Tuesday, May 14, 2013

Good-Enough Parenting--His Story

We were at table with some friends recently, talking about the foods we used to like as children, when my husband said, "I made pancakes for lunch one day when I was in kindergarten."

"How nice," we said.  "Did your mother help you?"

"No," he said.  "The day I made pancakes I was alone in the house."

We put down our forks and, bit by bit, got the story out of him.  It seems that, arriving home for lunch and finding the house empty, he decided to take matters into his own hands.  He found the box of pancake mix, measured some into a bowl and poured in the milk.  Then, having lubricated the griddle with Crisco, he set it on the stove and turned on the gas.

While the griddle was preheating, he went into the next room and dialed his girlfriend's phone number.  The girl's mother answered and wanted to chat, but he was worried that the griddle would overheat.  He finally got rid of the lady, ran back into the kitchen, climbed up on a chair next to the stove, and started ladling batter onto the sizzling griddle.

We stared at him with our mouths open.  "What?" he said.  "I knew how to make pancakes.  My grandfather had taught me.  Besides, that was nothing.  I was babysitting my brother and sister when I was eight."

"You were?" we chorused, the food now cold on our plates.

"Sure.  When my parents went out they would put my brother and sister to bed.  I got to stay up and watch TV."

"But," I said, putting aside scenarios such as fires, gas leaks, and sudden fevers that might deter parents from leaving an eight-year-old in charge, "weren't you scared that a robber might come?"

"No, no," he said.  "I knew where the .22 was kept, in my parents' bedroom closet.  I knew perfectly well how to handle a gun.  I'd done lots of target practice with it in the woods."

This was childhood in the 1950s, not in a sharecropper's cabin in West Virginia but in suburban New Jersey, in a household of caring, college-educated if possibly over-optimistic young parents.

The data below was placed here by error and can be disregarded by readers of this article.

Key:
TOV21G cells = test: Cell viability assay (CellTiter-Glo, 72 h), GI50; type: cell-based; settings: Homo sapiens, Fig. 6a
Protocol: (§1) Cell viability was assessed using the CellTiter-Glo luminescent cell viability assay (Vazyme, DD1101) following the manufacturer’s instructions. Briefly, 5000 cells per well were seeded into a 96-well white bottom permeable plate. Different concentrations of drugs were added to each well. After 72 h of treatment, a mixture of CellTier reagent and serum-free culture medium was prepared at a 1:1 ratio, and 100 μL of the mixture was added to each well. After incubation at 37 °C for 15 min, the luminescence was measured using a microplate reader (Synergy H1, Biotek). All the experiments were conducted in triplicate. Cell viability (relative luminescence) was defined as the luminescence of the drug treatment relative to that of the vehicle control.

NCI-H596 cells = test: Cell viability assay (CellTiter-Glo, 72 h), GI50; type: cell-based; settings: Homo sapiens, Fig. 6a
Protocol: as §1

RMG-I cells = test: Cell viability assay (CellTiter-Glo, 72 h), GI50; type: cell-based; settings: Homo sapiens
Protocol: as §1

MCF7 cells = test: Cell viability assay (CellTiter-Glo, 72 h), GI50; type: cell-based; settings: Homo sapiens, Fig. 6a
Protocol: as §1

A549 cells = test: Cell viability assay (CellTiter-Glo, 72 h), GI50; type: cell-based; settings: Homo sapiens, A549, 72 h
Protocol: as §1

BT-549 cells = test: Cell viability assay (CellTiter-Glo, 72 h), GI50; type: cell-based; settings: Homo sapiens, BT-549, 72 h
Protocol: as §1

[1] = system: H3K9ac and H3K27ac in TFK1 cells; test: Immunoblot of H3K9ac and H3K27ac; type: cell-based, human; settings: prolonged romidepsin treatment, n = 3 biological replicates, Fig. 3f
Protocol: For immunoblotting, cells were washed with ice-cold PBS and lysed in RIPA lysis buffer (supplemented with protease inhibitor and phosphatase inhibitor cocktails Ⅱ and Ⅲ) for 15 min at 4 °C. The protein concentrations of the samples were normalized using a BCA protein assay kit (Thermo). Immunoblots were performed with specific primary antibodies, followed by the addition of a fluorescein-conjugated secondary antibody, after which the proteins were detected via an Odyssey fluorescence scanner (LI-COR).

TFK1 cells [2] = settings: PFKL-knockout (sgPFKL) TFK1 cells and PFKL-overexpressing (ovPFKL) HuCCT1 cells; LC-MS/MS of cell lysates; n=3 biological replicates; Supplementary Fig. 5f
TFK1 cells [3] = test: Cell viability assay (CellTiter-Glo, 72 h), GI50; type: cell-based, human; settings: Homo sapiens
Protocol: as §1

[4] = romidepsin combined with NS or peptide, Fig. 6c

There is a lot of criticism today of fathers and mothers who overprotect their children. Helicopter parents, I know how you feel!  I refused to go to a Rolling Stones concert with my once gun-wielding, pancake-making spouse because my baby had developed a couple of funny-looking spots on her forehead.  To you I dedicate this story of pancakes and guns, not as an example but as reassurance.  Kids, mostly, can survive anything.

(For a completely different story of childhood survival, check tomorrow's post.)

9 comments :

  1. lol...you can not believe the stories my husband tells! He was the youngest of six...living in the middle of the desert...more or less. Their mother (who was very nice and very loving) would shove them out the door in the morning and say "Don't come back until dark"...oh the stories they tell of what they did to entertain themself...a wonder any of them are alive today. My favorite is that he would ride his TRIKE two miles to get a piece of candy...

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  2. I also grew up in suburban NJ (in the '60s and '70s). In the summer, when school was out, we, too, were pushed out the door and encouraged to "be home by supper" (6 PM). The town I lived in was 1.5 square miles in size, with a bay on one side, a small patch of woods in one corner, and surrounded the rest of the way by highways. And my best friend and I walked EVERYWHERE from about the age of 7 until my family moved the summer I was 17! Most parents I know today are petrified to let their kids out of the house without supervision, much less into the wilds of suburbia!

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    1. Yours was probably the last generation to enjoy that kind of freedom.

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    2. I was same generation, and I believe you are right about that, Lali.

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    3. Yes, unfortunately it was too late for my daughters.

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  3. Some minor corrections: Actually, I would classify where we lived more as rural NJ (in the early '50s) than suburban. And I didn't dial--I told the operator the number when I picked up the receiver and she asked, "Number, please." And the mother told us later that she was trying to keep me on the phone and away from the stove, while I was avidly trying to (politely) end the conversation.

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    1. That last sentence is rather hilarious.

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  4. I can easily hear Ed telling this story.

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